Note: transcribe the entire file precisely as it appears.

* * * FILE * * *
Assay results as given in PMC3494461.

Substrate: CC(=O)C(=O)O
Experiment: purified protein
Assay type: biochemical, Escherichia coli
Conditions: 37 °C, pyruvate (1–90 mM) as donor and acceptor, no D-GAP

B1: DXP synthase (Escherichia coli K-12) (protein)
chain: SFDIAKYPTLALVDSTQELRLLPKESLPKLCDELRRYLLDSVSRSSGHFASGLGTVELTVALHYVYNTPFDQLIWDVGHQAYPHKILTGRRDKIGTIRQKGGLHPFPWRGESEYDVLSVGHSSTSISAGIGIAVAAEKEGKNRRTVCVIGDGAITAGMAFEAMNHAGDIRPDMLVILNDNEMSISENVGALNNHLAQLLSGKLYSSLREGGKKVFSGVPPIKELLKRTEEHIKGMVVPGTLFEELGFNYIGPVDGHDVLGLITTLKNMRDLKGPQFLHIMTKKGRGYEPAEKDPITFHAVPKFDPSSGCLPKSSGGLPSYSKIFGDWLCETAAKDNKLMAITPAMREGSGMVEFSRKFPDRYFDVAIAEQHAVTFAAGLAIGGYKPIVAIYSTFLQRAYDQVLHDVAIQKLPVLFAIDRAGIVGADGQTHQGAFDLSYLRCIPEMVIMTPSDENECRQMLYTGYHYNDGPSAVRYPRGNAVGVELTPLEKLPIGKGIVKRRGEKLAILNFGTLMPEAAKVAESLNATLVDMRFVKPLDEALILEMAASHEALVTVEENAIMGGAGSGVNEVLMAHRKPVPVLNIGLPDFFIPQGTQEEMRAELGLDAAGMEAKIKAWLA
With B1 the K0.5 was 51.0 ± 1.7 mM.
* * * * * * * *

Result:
Assay results as given in PMC3494461.

Substrate: CC(=O)C(=O)O
Experiment: purified protein
Assay type: biochemical, Escherichia coli
Conditions: 37 °C, pyruvate (1–90 mM) as donor and acceptor, no D-GAP

B1: DXP synthase (Escherichia coli K-12) (protein)
chain: SFDIAKYPTLALVDSTQELRLLPKESLPKLCDELRRYLLDSVSRSSGHFASGLGTVELTVALHYVYNTPFDQLIWDVGHQAYPHKILTGRRDKIGTIRQKGGLHPFPWRGESEYDVLSVGHSSTSISAGIGIAVAAEKEGKNRRTVCVIGDGAITAGMAFEAMNHAGDIRPDMLVILNDNEMSISENVGALNNHLAQLLSGKLYSSLREGGKKVFSGVPPIKELLKRTEEHIKGMVVPGTLFEELGFNYIGPVDGHDVLGLITTLKNMRDLKGPQFLHIMTKKGRGYEPAEKDPITFHAVPKFDPSSGCLPKSSGGLPSYSKIFGDWLCETAAKDNKLMAITPAMREGSGMVEFSRKFPDRYFDVAIAEQHAVTFAAGLAIGGYKPIVAIYSTFLQRAYDQVLHDVAIQKLPVLFAIDRAGIVGADGQTHQGAFDLSYLRCIPEMVIMTPSDENECRQMLYTGYHYNDGPSAVRYPRGNAVGVELTPLEKLPIGKGIVKRRGEKLAILNFGTLMPEAAKVAESLNATLVDMRFVKPLDEALILEMAASHEALVTVEENAIMGGAGSGVNEVLMAHRKPVPVLNIGLPDFFIPQGTQEEMRAELGLDAAGMEAKIKAWLA
With B1 the K0.5 was 51.0 ± 1.7 mM.